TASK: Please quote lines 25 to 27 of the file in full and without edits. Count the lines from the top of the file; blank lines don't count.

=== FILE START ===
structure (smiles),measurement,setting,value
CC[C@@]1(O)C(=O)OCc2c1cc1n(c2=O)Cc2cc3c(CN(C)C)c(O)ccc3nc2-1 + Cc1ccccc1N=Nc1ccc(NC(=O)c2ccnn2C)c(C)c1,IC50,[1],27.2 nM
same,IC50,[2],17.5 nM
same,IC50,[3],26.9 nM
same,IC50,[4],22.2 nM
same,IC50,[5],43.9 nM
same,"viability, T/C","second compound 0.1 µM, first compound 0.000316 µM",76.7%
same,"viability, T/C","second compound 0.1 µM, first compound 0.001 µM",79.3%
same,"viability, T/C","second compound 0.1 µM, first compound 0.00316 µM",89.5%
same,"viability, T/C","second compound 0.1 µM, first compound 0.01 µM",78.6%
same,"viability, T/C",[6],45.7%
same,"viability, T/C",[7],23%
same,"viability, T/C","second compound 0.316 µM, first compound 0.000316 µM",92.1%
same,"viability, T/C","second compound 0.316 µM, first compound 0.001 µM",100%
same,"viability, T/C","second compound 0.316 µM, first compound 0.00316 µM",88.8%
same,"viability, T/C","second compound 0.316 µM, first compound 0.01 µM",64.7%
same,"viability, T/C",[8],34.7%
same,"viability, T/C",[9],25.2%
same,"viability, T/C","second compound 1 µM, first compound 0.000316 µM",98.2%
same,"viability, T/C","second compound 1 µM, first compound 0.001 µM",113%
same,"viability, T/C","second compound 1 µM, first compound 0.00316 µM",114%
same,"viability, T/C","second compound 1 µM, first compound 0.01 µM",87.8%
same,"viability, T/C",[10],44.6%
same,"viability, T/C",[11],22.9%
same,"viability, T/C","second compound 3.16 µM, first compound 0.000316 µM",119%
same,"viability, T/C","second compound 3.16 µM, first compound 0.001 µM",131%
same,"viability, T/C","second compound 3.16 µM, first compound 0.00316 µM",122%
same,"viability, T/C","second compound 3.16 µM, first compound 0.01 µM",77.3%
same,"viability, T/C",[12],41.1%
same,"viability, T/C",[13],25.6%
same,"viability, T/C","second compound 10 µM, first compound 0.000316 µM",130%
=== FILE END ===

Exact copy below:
same,"viability, T/C","second compound 3.16 µM, first compound 0.000316 µM",119%
same,"viability, T/C","second compound 3.16 µM, first compound 0.001 µM",131%
same,"viability, T/C","second compound 3.16 µM, first compound 0.00316 µM",122%